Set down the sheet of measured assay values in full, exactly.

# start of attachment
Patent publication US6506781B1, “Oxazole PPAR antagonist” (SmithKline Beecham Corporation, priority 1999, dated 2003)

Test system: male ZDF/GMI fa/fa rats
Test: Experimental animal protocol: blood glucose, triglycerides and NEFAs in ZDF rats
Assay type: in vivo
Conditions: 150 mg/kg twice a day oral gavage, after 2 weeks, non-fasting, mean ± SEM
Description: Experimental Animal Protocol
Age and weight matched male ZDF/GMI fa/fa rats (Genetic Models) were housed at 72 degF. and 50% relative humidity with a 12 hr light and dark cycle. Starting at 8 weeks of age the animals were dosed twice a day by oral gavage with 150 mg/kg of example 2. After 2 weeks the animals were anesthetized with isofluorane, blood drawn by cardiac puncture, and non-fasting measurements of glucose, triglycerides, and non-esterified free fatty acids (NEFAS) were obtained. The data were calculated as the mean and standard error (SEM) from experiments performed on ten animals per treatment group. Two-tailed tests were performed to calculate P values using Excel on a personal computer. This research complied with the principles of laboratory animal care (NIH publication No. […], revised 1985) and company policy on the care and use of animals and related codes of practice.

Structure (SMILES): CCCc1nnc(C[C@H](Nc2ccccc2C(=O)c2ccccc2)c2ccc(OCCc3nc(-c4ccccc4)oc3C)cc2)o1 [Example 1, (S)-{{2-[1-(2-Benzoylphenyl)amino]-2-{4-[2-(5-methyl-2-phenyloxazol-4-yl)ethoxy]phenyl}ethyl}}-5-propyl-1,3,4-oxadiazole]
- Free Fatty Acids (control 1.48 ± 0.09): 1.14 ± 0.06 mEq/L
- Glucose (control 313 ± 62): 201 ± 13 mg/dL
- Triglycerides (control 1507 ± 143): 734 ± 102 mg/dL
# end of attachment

Patent publication US6506781B1, “Oxazole PPAR antagonist” (SmithKline Beecham Corporation, priority 1999, dated 2003)

Test system: male ZDF/GMI fa/fa rats
Test: Experimental animal protocol: blood glucose, triglycerides and NEFAs in ZDF rats
Assay type: in vivo
Conditions: 150 mg/kg twice a day oral gavage, after 2 weeks, non-fasting, mean ± SEM
Description: Experimental Animal Protocol
Age and weight matched male ZDF/GMI fa/fa rats (Genetic Models) were housed at 72 degF. and 50% relative humidity with a 12 hr light and dark cycle. Starting at 8 weeks of age the animals were dosed twice a day by oral gavage with 150 mg/kg of example 2. After 2 weeks the animals were anesthetized with isofluorane, blood drawn by cardiac puncture, and non-fasting measurements of glucose, triglycerides, and non-esterified free fatty acids (NEFAS) were obtained. The data were calculated as the mean and standard error (SEM) from experiments performed on ten animals per treatment group. Two-tailed tests were performed to calculate P values using Excel on a personal computer. This research complied with the principles of laboratory animal care (NIH publication No. […], revised 1985) and company policy on the care and use of animals and related codes of practice.

Structure (SMILES): CCCc1nnc(C[C@H](Nc2ccccc2C(=O)c2ccccc2)c2ccc(OCCc3nc(-c4ccccc4)oc3C)cc2)o1 [Example 1, (S)-{{2-[1-(2-Benzoylphenyl)amino]-2-{4-[2-(5-methyl-2-phenyloxazol-4-yl)ethoxy]phenyl}ethyl}}-5-propyl-1,3,4-oxadiazole]
- Free Fatty Acids (control 1.48 ± 0.09): 1.14 ± 0.06 mEq/L
- Glucose (control 313 ± 62): 201 ± 13 mg/dL
- Triglycerides (control 1507 ± 143): 734 ± 102 mg/dL